Here’s a little-known fact about quantum computing: It sounds remarkably warm.
While much of the focus in quantum research has been on the race to build a useful quantum computer, one that far outstrips the computing power of traditional computers, a contingent from the Yale Quantum Institute (YQI) also has a second quantum endeavor in the works. They’re turning their data into an acoustic performance this Friday night, June 14.
“Quantum Sound,” part of the International Festival of Arts and Ideas, is set for two sold-out shows at 8 and 10 p.m. at Firehouse 12, on Crown Street. The 10 p.m. show will be broadcast live on WPKN radio. There’s also talk of putting out an entire album of quantum sounds.
“We purposely avoided the term ‘quantum music,’” said sound artist and composer Spencer Topel, who took on the challenge proposed by YQI manager Florian Carle to play superconducting instruments during a year-long artistic residency at the institute. Topel is a researcher and designer working with acoustics and sound, and his work has appeared in major venues and concert halls around the world, including Lincoln Center and Carnegie Hall.
“We’ll be introducing the audience to the quantum systems we use and talk about how they are precursors to quantum computers. These systems generate data that we then use to create sonic signals,” Topel said. “We follow this presentation with a 40-minute performance consisting of a controlled improvisation that we composed collaboratively over the last three months or so.”
The “we” Topel mentioned are his bandmates — Yale physics graduate students Kyle Serniak and Luke Burkhart. Serniak, a long-time guitarist, came on board after hearing Topel give a presentation about his previous work; Burkhart, who has experience singing in musical theater, joined quickly thereafter.
For the Quantum Sound gig, this intrepid trio will perform the first-ever concert created from the measurements of internal operations of superconducting quantum devices. Their instruments — the superconducting quantum devices — are housed in special refrigerators that Yale researchers use to chill things down to near absolute zero for experiments.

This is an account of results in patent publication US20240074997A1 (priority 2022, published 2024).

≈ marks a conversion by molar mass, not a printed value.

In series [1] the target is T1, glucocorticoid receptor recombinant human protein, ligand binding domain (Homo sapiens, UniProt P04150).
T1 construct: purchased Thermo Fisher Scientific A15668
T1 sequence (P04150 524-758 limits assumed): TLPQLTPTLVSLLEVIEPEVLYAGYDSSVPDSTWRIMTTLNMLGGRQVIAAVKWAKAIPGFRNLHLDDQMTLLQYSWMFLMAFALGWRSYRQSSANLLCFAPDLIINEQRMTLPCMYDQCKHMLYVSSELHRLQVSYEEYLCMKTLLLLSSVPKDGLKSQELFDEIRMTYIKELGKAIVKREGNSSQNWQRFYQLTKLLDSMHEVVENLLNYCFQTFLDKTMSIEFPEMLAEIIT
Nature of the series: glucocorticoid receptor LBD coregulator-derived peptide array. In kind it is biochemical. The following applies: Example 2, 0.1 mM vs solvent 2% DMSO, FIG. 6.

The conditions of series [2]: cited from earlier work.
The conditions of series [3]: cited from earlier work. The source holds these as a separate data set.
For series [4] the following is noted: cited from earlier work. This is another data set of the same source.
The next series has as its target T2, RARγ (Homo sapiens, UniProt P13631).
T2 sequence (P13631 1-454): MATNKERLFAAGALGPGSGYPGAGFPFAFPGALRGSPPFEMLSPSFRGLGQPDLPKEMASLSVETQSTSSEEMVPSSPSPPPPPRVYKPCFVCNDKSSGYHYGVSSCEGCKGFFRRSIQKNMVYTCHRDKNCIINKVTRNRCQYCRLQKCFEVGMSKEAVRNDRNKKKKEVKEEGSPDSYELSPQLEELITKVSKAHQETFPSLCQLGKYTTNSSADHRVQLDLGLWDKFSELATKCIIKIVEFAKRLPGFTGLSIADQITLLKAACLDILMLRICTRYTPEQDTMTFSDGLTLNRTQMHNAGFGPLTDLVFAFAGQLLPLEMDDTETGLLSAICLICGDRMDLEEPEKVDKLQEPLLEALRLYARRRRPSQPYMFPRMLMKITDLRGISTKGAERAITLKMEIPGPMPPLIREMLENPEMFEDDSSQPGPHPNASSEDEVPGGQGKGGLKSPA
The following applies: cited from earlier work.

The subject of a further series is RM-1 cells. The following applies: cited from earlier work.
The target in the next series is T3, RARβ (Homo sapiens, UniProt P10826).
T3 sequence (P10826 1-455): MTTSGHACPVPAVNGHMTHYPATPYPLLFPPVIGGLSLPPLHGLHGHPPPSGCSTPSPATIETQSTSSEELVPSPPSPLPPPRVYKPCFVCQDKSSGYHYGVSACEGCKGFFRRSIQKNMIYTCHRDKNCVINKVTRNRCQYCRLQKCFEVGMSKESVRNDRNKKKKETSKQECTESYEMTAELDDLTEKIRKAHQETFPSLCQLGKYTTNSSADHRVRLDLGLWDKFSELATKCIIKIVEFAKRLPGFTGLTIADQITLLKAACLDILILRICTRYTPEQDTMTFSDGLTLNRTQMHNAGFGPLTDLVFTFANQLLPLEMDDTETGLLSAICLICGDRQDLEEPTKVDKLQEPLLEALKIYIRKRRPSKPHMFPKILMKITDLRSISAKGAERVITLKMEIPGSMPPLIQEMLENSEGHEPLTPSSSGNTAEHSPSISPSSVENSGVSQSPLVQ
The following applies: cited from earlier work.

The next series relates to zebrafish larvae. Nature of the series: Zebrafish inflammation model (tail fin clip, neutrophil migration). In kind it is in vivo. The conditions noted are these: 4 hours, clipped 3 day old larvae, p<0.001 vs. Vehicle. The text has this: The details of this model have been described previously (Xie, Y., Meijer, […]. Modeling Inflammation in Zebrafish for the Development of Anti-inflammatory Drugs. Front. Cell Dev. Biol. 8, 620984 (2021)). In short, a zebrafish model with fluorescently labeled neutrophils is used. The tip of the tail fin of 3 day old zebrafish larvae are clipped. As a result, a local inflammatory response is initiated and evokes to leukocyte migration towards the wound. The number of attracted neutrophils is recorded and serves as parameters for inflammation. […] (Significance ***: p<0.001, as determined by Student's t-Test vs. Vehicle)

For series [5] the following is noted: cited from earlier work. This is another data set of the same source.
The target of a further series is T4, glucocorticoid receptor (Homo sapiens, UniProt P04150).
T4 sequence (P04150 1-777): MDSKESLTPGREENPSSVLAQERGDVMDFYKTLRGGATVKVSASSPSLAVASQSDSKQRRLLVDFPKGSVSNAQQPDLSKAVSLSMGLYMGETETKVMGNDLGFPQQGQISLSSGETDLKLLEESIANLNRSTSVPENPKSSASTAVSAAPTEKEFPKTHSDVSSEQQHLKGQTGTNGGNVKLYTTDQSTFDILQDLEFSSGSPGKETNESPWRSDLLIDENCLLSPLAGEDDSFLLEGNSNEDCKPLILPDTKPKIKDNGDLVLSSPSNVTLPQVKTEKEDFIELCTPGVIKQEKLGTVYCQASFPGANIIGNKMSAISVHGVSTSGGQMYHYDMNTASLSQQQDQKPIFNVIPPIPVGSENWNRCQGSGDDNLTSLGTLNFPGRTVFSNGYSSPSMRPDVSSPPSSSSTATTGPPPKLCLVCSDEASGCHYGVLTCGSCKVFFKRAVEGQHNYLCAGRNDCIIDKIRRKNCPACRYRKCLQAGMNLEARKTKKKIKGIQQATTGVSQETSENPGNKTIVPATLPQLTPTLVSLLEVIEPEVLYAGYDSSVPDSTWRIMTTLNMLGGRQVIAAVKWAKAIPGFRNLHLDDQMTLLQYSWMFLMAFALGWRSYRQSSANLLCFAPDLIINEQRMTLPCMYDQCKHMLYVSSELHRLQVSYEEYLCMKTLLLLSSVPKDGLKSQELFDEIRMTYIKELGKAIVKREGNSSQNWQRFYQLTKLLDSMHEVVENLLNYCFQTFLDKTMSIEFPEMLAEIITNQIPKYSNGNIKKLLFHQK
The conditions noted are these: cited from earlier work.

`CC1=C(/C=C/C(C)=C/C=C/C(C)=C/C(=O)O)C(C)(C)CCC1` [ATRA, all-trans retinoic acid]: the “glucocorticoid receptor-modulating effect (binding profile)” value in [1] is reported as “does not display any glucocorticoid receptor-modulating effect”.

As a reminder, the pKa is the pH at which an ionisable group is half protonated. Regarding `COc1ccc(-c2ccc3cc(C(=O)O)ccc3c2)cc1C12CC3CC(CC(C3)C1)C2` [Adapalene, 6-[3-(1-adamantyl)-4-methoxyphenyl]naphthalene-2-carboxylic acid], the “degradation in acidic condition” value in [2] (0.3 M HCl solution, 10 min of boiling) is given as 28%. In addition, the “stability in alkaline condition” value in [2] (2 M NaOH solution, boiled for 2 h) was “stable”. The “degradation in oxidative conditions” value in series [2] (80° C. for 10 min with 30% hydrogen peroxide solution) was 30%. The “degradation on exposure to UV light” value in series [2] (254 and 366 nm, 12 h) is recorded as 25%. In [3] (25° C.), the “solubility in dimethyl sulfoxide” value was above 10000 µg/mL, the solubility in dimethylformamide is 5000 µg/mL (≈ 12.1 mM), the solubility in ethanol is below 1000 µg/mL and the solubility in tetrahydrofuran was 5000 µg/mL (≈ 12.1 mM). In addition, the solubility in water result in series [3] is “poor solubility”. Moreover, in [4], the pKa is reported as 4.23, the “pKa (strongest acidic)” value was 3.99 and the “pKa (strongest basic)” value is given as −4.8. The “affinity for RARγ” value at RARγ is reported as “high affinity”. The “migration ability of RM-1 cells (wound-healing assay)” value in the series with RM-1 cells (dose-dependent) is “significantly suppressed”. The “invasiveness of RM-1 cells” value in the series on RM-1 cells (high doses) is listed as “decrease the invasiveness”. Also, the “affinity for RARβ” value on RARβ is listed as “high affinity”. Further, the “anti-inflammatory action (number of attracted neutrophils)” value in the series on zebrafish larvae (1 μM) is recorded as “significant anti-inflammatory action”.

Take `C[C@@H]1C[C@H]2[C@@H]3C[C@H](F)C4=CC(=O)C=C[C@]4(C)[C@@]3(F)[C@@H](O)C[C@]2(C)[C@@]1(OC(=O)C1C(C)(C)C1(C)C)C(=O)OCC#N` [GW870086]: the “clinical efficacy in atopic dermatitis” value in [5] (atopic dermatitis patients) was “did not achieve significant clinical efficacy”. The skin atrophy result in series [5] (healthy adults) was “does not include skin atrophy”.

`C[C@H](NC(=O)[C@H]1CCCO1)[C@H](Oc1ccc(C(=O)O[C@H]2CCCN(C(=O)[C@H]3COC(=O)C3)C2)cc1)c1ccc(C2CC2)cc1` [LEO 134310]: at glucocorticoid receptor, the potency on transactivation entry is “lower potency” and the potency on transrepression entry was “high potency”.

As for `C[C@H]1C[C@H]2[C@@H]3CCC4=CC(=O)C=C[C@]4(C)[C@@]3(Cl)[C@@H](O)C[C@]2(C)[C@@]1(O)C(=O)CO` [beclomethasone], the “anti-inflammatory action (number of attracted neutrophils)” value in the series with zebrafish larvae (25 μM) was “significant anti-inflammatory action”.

Oh, and the fridges all have nicknames: Audiences may get to hear data coming live from JPC, Blue, or Lazarus.
The students’ experiments record electrical signals coming from the fridges, which Topel and his crew have spent months sampling — or as Topel says, “sonifying” them.
This is the crucial component of Quantum Sound, according to Carle, who will be giving the quick primer on quantum computing before the concerts. The team is adamant that the sounds being produced remain faithful to the characteristics of the actual data.
Topel said the concerts will open with sonification of the raw data with minimal processing. He, Burkhart, and Serniak will gradually slow down and mix the live signals to produce an artistic narrative that relates to the way quantum information is stored in qubits — electrical circuits printed on sapphire — deep inside the fridges during experiments.
The range of sounds includes moments of intense noise, intercut by melodies that are by turns diatonic, ominous, or almost imperceptible. Other moments sound reminiscent of winter landscape, populated by winds blowing through a mountain pass and looming storms. At times there’s a comforting flutter that brings warmth to the listener. Topel calls this a “wobble,” and it is created by the quantum “noise” that exists within the signal.
Understanding the interplay of elements within the fridges is what Quantum Sound, and quantum research, are all about, Serniak explained. “This all came together because what we’re doing with these sounds is so similar to what we do daily in the lab,” he said. “The parallels are there, so the sounds can be true to the physics. That’s the only way it could ever work.”
Burkhart had a similar reaction to the project. “When we heard the sounds corresponding to different qubit states, it clicked for me that the project was truly an interpretation of the science through sound,” he said.
Still, there is also a performance aspect of Quantum Sound.
At a recent rehearsal in a conference room at the Yale Quantum Institute, Topel, Carle, Serniak, and Burkhart gathered around a white table laden with laptop computers, sound boards, and a whole mess of wires.
“Can you guys send me some test tones?” Topel asked, as they settled into the rehearsal.
Soon they were jamming. Topel orchestrated as they each worked a board. Serniak bobbed his head; so did Burkhart. Topel worked his board with a flourish as if he were playing a Hammond organ.
They stopped after perhaps eight minutes and compared notes. “Hmm. That’s great. Let’s try it again,” Topel suggested. “Remember to punch it in. If there’s a section change, you just have to own it.”
Burkhardt offered an example. “Yes, that’s better,” Topel said. “Just so it has presence.”
They played on for another four hours, experimenting with pitch and determining which riffs make sense, making sure the data is not corrupted with audio artifacts that would have no physical significance in the signal.
“The idea here is seeing if we can use these systems as musical instruments, in order to get at new sounds and behaviors,” Topel said.
Come Friday, they might want to have an encore ready, as well.
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